Alan Bridges' 19th-floor GrandView penthouse looks every bit the pad of a bachelor known for A-list parties. His magazine-worthy spreads of food, drink and big-boy toys are famous among those lucky enough to snag an invite.
"He's got the kind of personality that makes this kind of place dynamic," says Kellie Newsome, Bridges' girlfriend. "You walk in and you're happy. You never feel intimidated or out of place. Everyone wants to be here."
At noon on a Saturday, he's eating scrambled eggs and bacon on the balcony, sipping a mimosa, wrapped in cinematic skyline.
Though he's got company, from friends and business associates to his Aunt Robin Beavers, he's all good manners and charm, offering a tour of the penthouse and a story to go with everything.
Bridges _ a well-known member of the local charity 13 Ugly Men _ bought the 4,000-square-foot penthouse shortly before 9/11. The attacks gave other investors cold feet, but not Bridges. He had been living in Apollo Beach when he visited a friend staying in a suite high atop the Wyndham Harbour Island.
The view was spectacular.
Bridges knew he could top it.
On the 19th floor, Bridges reigns king of his world.
His story is part modern day fairy tale, part lesson in hard work: At 41, he owns Allpoints Equipment, a company that buys shelves and racks from stores throughout the United States and Canada and resells to retailers.
He grew up in Baltimore, the son of a National Security Agency worker. He arrived in Florida in 1992 with $500 in his pocket. Two days later the transmission on his car went.
"Aamco took $495 of it," he recalls, laughing.
Armed with business acumen and math skills, and a vow never to settle for second place, he forged ahead. "I thought anything was possible," he says. "All I've ever excelled at was numbers."
Crunching numbers is his thing. He has a side business in real estate investment. He also has first refusal on several yet-to-be-built penthouses in the downtown/Channelside area.
For his own penthouse, he hired interior designer Jose Bello to create the fabulous faux painting of an El-train station in Bridges' private elevator lobby. The cherry and brushed steel kitchen that seats 17 is equipped for the professional chef who often cooks for Bridges' parties. The granite-topped kitchen bar stretches 32 feet, perfect for serving meals to large groups.
What else could a bachelor want in his kitchen?
Well, put it this way: A peek in the spartan Sub Zero fridge _ stocked with little but olives and bottled water _ reveals a certain truth.
"It's a man's playground," Bridges says.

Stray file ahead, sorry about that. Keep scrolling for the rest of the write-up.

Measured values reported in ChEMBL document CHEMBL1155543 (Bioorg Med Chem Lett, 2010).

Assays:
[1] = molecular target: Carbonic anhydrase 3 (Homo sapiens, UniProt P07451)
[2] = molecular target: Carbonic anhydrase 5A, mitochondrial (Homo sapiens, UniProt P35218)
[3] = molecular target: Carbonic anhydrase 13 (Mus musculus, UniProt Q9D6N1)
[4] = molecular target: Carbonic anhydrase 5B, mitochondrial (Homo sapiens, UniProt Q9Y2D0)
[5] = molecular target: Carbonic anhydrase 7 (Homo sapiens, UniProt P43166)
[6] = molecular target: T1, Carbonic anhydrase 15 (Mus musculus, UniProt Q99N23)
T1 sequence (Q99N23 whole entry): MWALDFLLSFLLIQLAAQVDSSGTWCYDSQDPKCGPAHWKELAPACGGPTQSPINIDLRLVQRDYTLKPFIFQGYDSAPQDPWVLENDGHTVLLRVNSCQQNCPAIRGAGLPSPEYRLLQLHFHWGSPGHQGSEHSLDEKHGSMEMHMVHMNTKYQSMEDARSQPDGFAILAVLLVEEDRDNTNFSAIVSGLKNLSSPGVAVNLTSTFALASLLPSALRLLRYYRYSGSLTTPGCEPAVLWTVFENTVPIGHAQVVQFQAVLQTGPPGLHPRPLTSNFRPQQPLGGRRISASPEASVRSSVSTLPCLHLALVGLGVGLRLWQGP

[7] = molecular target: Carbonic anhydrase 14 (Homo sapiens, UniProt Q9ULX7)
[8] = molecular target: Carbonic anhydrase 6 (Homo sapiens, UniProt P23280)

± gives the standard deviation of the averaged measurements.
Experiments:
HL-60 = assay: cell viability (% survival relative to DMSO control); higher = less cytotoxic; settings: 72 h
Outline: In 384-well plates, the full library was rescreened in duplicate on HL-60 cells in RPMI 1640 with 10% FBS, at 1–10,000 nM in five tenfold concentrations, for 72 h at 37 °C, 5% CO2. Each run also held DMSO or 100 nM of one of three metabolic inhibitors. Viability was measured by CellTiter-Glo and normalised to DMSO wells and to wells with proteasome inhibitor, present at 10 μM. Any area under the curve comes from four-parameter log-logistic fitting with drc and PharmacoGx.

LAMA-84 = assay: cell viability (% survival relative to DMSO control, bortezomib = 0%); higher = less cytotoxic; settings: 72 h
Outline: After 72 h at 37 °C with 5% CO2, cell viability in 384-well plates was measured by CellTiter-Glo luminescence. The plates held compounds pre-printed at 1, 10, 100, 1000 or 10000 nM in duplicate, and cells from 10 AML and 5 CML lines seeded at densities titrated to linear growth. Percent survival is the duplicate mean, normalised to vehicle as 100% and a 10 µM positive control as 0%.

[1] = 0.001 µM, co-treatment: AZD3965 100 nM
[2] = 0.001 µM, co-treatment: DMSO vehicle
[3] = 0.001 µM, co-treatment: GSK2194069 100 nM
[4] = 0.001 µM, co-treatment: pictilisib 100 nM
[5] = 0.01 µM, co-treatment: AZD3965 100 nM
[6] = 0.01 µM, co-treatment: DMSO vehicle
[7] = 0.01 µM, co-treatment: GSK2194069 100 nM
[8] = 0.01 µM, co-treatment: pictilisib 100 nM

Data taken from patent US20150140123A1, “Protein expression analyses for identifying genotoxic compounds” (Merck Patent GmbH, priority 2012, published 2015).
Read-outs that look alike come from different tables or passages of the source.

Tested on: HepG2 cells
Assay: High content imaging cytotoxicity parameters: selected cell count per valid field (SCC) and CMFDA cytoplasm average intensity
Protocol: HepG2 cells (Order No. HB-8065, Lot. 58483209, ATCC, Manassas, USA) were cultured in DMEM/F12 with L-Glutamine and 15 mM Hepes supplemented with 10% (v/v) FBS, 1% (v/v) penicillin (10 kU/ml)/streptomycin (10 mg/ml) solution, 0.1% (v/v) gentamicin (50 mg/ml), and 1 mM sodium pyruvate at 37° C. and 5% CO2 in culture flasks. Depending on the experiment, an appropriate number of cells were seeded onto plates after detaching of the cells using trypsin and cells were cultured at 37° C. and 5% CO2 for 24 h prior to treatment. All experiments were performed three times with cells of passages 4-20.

Meaning it's the other stuff in the kitchen that's important: the built-in, two-zone wine cooler, built-in beer keg, the warming drawer, the GE Profile Avantium mother-of-all microwaves, the freezer drawer that holds nothing but chilled, frosty beer mugs.
"Everyone always ends up in the kitchen anyway," he explains, opening cabinets that reveal a liquor collection so well stocked that he can prepare any drink on the planet, or at least anything you can order from a Tampa bar stool.
He specializes in green apple martinis.
Name something else.
No problem, he says. He's got the goods to stir one up.
His goal if he ever sells the place _ and that's a big if _ is to appeal to "a 28-year-old professional athlete" with bucks to spend.
"Even if someone were to offer to buy this place today, I'm not sure I'd take it because there's nothing better right now."
He can build higher and better, for sure, he says. He's dreaming about something with an upstairs and down, more suited for family life. He's got two stockings hung for his girlfriend Kellie's little boys. She decorated the tree, too, and gets sentimental when she talks about him.
He raves about her and calls her "nurturing."
Is the bachelor softening?
"Well, anyway," he says, changing the subject.
For today, the bachelor pad is still a bachelor pad.
Now for the quick tour:
His 22-foot-long barroom shuffleboard table is so massive it had to be lowered from the roof and eased in on scaffolding.
There's a custom, sandblasted granite-topped poker table with cubbyholes for chips and drinks; a pool table that readily converts to pingpong. The Playboy pinball machine is signed by 25 Playmates, from a 50th anniversary party at Hugh Hefner's California mansion.
Then there's the Italian motor yacht moored in a special slip below, a 52-foot Azimuth with three bedrooms and two baths.
The one-bedroom (does a bachelor need more?) corner apartment features 13 TVs, touch-pad controls that allow him to set mood lighting, switch on MTV or close the shades at whim.
The bedroom is black all the way down to the leather sleigh bed.
He's got an in-house dry-cleaning center, tanning salon and his own dojo workout room, a testament to his 22 years of serious martial arts training.
And the view?
Pure, sweet, mesmerizing, wind-in-your hair beauty:
Imagine 300-degrees of skyline _ bay, channel, Davis Islands, Port of Tampa, downtown, Bayshore Boulevard.
Every morning. Every night.
When you're brushing your teeth or walking around eating a burrito.
"Everything I buy always faces the sunset," he says.
The St. Pete Times Forum is so close he draped a "Go Lightning" banner across his balcony railings during the Stanley Cup playoffs.
On New Year's Eve, he planned to watch fireworks from the balcony with a couple of close friends.
Bridges points to a barge below where the fireworks will be launched.
From his perch high in the sky, he will almost be able to touch the confetti of light and color.
"I always look forward to coming home," Bridges says. "As far as I'm concerned, this is the best place in Tampa to live."